COLUMN RIGHT : Would the City Rather Cut or Privatize? : L.A. has alternatives to freezing police hiring.

<i> Kevin D. Teasley is public affairs director of the Santa Monica-based Reason Foundation</i>

Mayor Tom Bradley has again demonstrated his ability to make tough decisions--even politically risky ones. His announcement to extend a city hiring freeze to the police force, in the face of more than 800 homicides in Los Angeles already this year, represents a very tough choice.

Unfortunately, it may not have been the right choice. Bradley could learn from the example of New York Mayor David N. Dinkins and Virginia Gov. L. Douglas Wilder. Both have policies that ensure that vital services, such as protecting the people, are funded before providing other services. Had Bradley done this, he might have avoided a police hiring freeze.

To ask what items could be cut from the city’s budget, though, may not be the appropriate question. In a report published in late 1988, the Reason Foundation showed how Bradley could avoid tax increases, service cuts and hiring freezes.

The report showed that the city could save $69 million in 1988 dollars--the equivalent of $80 million in 1991. These savings could be realized by using alternative service delivery contracts in just four areas: residential garbage collection ($49 million), street resurfacing ($24 million), street sweeping ($6 million) and building security ($1 million). Altogether, saving $80 million per year would wipe out the city’s projected budget deficit of $120 million over the next 18 months.


Alternative service delivery, a form of privatization in which services are contracted out through competitive bidding, is catching on across the country. Convention centers, garbage-collection services, golf courses, zoos, data processing and many other functions are being contracted out--not eliminated--to the private sector at a net savings to the taxpayer.

Dallas has contracted out street resurfacing. Houston, San Francisco and Phoenix have contracted out garbage collection and San Jose street sweeping.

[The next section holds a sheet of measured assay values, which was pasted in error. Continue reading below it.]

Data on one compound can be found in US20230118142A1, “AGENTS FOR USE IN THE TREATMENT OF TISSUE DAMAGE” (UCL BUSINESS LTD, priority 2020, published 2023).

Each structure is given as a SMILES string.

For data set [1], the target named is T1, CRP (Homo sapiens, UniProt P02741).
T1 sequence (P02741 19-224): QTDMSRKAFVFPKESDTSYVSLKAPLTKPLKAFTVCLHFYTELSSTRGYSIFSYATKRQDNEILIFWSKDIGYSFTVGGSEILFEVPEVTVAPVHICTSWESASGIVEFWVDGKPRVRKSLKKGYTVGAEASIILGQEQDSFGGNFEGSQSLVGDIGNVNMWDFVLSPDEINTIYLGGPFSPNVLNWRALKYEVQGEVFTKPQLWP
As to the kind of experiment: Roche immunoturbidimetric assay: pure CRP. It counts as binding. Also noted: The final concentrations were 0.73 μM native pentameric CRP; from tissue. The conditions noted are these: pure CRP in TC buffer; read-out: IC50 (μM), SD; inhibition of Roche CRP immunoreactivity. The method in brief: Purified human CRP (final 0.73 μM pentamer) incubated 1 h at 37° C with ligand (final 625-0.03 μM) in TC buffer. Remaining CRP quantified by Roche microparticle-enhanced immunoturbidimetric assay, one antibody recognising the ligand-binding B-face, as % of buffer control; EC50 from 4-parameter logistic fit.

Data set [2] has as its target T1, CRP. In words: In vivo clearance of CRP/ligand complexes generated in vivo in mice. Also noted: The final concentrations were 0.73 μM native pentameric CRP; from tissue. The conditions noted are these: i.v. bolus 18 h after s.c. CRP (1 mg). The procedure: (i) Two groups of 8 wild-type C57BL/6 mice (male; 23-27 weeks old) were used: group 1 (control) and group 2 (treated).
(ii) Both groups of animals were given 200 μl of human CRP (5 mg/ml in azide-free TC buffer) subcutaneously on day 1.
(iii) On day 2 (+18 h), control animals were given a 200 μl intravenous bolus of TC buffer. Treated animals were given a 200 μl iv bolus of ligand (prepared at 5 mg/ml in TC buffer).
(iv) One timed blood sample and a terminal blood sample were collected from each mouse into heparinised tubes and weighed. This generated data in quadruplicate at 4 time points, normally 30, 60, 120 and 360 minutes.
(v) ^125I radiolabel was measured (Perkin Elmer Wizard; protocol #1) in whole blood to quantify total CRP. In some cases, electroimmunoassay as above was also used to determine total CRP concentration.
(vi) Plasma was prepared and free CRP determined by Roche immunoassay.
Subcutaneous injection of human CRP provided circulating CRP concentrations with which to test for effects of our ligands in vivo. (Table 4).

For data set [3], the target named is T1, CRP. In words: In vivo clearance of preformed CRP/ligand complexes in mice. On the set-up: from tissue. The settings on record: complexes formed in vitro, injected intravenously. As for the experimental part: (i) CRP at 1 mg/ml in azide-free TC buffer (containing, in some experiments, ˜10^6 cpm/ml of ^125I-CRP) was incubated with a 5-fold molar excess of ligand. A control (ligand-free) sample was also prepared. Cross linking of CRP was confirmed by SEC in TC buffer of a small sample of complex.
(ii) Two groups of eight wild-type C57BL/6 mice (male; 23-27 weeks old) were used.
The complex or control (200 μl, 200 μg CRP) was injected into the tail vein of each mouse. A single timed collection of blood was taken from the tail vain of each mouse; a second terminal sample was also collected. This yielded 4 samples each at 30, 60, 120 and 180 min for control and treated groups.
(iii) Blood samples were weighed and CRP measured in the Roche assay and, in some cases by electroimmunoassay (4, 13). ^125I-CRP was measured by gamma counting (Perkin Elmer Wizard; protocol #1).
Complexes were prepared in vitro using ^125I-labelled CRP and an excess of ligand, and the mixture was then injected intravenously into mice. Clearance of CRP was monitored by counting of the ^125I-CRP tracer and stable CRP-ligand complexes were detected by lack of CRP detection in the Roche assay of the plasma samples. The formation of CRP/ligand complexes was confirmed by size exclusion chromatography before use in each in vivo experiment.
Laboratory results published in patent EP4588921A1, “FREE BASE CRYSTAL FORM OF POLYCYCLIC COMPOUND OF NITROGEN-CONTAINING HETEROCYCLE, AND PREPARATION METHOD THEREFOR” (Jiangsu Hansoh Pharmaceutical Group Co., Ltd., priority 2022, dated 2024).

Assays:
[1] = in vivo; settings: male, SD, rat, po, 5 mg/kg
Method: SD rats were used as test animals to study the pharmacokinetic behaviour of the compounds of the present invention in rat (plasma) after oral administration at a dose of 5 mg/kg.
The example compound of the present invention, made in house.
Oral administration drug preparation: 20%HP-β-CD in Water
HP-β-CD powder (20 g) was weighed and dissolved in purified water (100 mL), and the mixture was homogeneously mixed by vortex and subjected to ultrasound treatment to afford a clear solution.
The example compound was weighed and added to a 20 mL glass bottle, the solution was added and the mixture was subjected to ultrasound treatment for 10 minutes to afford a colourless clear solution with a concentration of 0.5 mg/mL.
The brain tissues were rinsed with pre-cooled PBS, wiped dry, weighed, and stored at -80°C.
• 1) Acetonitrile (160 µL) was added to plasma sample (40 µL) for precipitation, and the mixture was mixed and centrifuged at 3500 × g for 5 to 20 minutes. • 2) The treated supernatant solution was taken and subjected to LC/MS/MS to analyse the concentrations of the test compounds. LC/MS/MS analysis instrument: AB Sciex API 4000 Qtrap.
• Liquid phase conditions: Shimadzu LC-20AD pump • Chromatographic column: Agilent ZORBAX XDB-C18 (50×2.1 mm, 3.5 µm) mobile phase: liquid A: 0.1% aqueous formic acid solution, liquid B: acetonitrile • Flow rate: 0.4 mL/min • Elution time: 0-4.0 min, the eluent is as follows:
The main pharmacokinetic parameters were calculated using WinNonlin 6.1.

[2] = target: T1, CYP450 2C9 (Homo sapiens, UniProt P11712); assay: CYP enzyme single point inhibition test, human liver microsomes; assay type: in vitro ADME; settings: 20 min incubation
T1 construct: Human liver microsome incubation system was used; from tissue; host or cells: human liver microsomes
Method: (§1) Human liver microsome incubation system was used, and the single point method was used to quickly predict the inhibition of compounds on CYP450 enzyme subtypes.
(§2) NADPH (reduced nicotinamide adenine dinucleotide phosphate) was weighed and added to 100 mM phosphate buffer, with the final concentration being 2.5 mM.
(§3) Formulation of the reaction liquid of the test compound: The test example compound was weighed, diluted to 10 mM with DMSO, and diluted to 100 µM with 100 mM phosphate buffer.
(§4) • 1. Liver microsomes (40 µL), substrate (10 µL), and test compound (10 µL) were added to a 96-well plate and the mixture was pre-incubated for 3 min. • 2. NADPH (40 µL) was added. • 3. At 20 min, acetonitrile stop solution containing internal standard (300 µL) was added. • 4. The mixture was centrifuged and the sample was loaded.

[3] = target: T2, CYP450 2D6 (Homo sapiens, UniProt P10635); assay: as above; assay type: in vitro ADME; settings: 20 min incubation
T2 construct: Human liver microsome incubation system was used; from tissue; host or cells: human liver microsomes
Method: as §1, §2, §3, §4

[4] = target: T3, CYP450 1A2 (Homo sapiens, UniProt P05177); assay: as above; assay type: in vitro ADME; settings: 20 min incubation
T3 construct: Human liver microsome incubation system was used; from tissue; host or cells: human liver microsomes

In addition, Bradley should look at Los Angeles County’s program. Garbage collection, which is contracted out, costs $64.3 per household (in 1988 dollars) compared with the city’s $158.6 per household. The county’s contracted-out street resurfacing costs $98.5 per mile compared with the city’s service at $203.2 per mile.

Bradley can deter opposition to contracting-out by following the example of the county, which has a no-layoff policy in programs that are contracted out and requires companies to offer jobs to affected county employees. In Phoenix, city employees can bid against private firms.


According to a 1989 American City and County survey of 1,000 local officials, 22.7% turned to privatization in the face of fiscal pressures. A recent Touche Ross (now Deloitte-Touche) survey said that state and local government officials see privatization alternatives as playing a major role in the 1990s. In addition, officials gave very favorable quality ratings to service already privatized.

So Bradley is not alone in his fiscal crisis, nor is he without alternatives.

Bradley may be forced to consider these options. A recession is a real threat to the city’s budget. Already numerous companies are laying off employees--decreasing overall consumer buying power and increasing demands on existing public services while decreasing the tax base of the city. Some companies are leaving the area, taking with them millions in tax dollars.

The state and federal governments are in no position to offer any assistance, either. The recent budget deal in Washington decreased revenue outlays to cities and states. And Gov. George Deukmejian has called the Legislature back into session to deal with the state’s own fiscal crisis.


There is a bit of encouraging news from Washington. Richard Darman, director of the Office of Management and Budget, supports experimentation in public policy at the state and local level. He recently promoted the use of states as “laboratories.” Calling it “one of the undeveloped virtues of federalism,” Darman said that “the federal government should do more to encourage statewide trials of interesting ideas, and to learn from the natural variation among the states.”

Bradley has already demonstrated that he is willing to consider alternatives to city-provided services. The mayor recently announced that he is seeking proposals from companies interested in providing transportation infrastructure to the city--a program inspired by the California Department of Transportation’s approval of four private toll-road projects. If Bradley is successful, the city will receive improved transportation means without raising taxes or cutting other services.

The mayor is brave to consider a police hiring freeze. But he should not hold the city hostage when he has not fully considered other viable options.